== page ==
But it’s a vicious cycle. The assault on privacy accustoms everyone to the disappearance of privacy. Already many of us have decided that the best way to keep a secret is to make it public, so people write e-mails or make phone calls in which they say everything openly, certain that no one listening in will find interesting any statement made with no attempt at concealment. Little by little we become exhibitionists, having learned that nothing can be kept confidential anymore and that no behavior is considered scandalous. Those who are attacking our privacy, seeing that the victims themselves consent, will no longer stop at any violation.

(ibid: p. 87)

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“All Watched Over By Machines Of Loving Grace” by Richard Brautigan

BrautiganI decided read and write about something a little different today, or, at least different from what I usually read and write about.

When I was younger, I went through a phase where I read a lot of Richard Brautigan. During that time, I found a couple books of poems that he wrote while perusing the shelves of a used bookstore. Anyway, I pulled the books off my shelf today and opened to the first poem in The Pill Versus the Springhill Mine Disaster, which is “All Watched Over By Machines Of Loving Grace.”

Click here to read the entire poem online.

This is a pretty unusual poem, particularly because it deals with cyber issues that seem more relevant today than they would have been when the book was published back in 1968. The poem describes a utopia, or dystopia depending upon how you interpret it, where nature exists in balance and harmony with technology:

I like to think
(right now, please!)
of a cybernetic forest
filled with pines and electronics
where deer stroll peacefully
past computers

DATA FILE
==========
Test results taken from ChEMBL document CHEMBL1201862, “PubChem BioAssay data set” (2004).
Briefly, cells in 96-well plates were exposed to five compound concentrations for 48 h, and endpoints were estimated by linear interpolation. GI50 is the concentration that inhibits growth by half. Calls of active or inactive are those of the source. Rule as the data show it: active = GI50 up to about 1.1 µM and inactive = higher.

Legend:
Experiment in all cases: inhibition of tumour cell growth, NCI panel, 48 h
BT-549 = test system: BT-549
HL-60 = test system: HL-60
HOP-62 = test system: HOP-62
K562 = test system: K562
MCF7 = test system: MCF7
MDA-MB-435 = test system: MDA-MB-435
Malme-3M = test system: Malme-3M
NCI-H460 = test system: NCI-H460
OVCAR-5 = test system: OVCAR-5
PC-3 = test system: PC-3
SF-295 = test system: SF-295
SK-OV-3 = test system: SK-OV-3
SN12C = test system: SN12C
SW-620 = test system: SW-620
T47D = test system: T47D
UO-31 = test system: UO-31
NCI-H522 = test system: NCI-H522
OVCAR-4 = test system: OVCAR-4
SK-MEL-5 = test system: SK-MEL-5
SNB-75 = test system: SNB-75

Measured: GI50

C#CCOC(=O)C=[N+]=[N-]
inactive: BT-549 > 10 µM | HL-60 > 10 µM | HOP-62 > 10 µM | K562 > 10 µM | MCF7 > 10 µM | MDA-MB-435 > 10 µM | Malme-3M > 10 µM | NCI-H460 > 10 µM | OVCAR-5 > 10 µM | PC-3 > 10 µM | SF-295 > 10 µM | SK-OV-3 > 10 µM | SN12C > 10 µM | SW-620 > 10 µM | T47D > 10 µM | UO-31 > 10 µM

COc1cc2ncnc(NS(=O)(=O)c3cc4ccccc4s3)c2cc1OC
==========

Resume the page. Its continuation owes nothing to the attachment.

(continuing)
as if they were flowers
with spinning blossoms.

On one hand, it evokes images of nature being protected and nurtured by technology, existing in balance. But at the same time, there is a sense that something is not quite right. The imagery feels juxtaposed, like nature and technology don’t really belong together, yet somehow, they have come to accept each other and co-exist in spite of their inherent differences.

The closing stanza of this poem really gives me the chills.

I like to think
(it has to be!)
of a cybernetic ecology
where we are free of our labors
and joined back to nature,
returned to our mammal
brothers and sisters,
and all watched over
by machines of loving grace.

So we have this idealistic vision here, where technology frees us from our labors and provides us with the opportunity to return to our natural state, allowing computers to handle our mundane affairs. But as we all know, this is not the case. We are watched over by the machines of loving grace, but not in a beneficent manner. Our actions are tracked and the information is used, at best, by corporations trying to influence how we spend our time and money. Our smart phones, instead of allowing us freedom to walk in the woods, end up being digital shackles that keep us ever at the beck and call of employers who demand more and more from us.

Now, don’t get me wrong; I love technology as much as the next geek. But let’s take a step back and look at our “cybernetic forest” and think about it. Do we really have more freedom as a result of computers? Have our lives really become easier and simpler over the past 20 or 30 years? Is the cyber-world we’ve created a utopia or a dystopia? There are no easy answers to these questions, but this poem challenges us to think carefully about those questions, which is something we all should do.

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Filed under Literature